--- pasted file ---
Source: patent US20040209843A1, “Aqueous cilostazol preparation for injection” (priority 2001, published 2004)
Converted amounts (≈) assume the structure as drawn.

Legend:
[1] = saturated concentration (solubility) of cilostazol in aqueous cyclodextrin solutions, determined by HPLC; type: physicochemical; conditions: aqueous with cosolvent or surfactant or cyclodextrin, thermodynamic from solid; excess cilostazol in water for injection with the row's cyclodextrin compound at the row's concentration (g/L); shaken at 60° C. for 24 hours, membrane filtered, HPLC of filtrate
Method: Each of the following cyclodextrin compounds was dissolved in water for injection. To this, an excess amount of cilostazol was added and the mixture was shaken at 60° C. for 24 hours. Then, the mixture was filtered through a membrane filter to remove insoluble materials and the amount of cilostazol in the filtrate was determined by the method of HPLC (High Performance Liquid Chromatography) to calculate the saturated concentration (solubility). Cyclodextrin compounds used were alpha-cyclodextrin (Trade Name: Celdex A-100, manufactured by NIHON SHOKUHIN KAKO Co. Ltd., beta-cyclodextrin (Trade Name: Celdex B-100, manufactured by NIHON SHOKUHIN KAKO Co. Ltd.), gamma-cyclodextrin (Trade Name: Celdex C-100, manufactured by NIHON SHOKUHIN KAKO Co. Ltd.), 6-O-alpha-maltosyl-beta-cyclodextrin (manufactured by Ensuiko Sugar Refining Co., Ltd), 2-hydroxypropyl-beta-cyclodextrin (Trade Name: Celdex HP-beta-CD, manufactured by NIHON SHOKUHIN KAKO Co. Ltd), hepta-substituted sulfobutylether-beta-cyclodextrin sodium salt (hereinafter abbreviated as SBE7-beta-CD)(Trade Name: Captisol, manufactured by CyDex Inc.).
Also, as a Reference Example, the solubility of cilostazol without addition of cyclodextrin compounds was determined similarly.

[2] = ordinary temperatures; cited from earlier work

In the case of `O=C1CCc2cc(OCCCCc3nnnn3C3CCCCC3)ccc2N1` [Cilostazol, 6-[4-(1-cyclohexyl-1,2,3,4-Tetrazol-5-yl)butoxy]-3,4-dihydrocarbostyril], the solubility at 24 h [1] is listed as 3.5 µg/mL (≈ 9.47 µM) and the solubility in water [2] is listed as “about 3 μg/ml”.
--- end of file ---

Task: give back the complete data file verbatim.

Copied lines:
Source: patent US20040209843A1, “Aqueous cilostazol preparation for injection” (priority 2001, published 2004)
Converted amounts (≈) assume the structure as drawn.

Legend:
[1] = saturated concentration (solubility) of cilostazol in aqueous cyclodextrin solutions, determined by HPLC; type: physicochemical; conditions: aqueous with cosolvent or surfactant or cyclodextrin, thermodynamic from solid; excess cilostazol in water for injection with the row's cyclodextrin compound at the row's concentration (g/L); shaken at 60° C. for 24 hours, membrane filtered, HPLC of filtrate
Method: Each of the following cyclodextrin compounds was dissolved in water for injection. To this, an excess amount of cilostazol was added and the mixture was shaken at 60° C. for 24 hours. Then, the mixture was filtered through a membrane filter to remove insoluble materials and the amount of cilostazol in the filtrate was determined by the method of HPLC (High Performance Liquid Chromatography) to calculate the saturated concentration (solubility). Cyclodextrin compounds used were alpha-cyclodextrin (Trade Name: Celdex A-100, manufactured by NIHON SHOKUHIN KAKO Co. Ltd., beta-cyclodextrin (Trade Name: Celdex B-100, manufactured by NIHON SHOKUHIN KAKO Co. Ltd.), gamma-cyclodextrin (Trade Name: Celdex C-100, manufactured by NIHON SHOKUHIN KAKO Co. Ltd.), 6-O-alpha-maltosyl-beta-cyclodextrin (manufactured by Ensuiko Sugar Refining Co., Ltd), 2-hydroxypropyl-beta-cyclodextrin (Trade Name: Celdex HP-beta-CD, manufactured by NIHON SHOKUHIN KAKO Co. Ltd), hepta-substituted sulfobutylether-beta-cyclodextrin sodium salt (hereinafter abbreviated as SBE7-beta-CD)(Trade Name: Captisol, manufactured by CyDex Inc.).
Also, as a Reference Example, the solubility of cilostazol without addition of cyclodextrin compounds was determined similarly.

[2] = ordinary temperatures; cited from earlier work

In the case of `O=C1CCc2cc(OCCCCc3nnnn3C3CCCCC3)ccc2N1` [Cilostazol, 6-[4-(1-cyclohexyl-1,2,3,4-Tetrazol-5-yl)butoxy]-3,4-dihydrocarbostyril], the solubility at 24 h [1] is listed as 3.5 µg/mL (≈ 9.47 µM) and the solubility in water [2] is listed as “about 3 μg/ml”.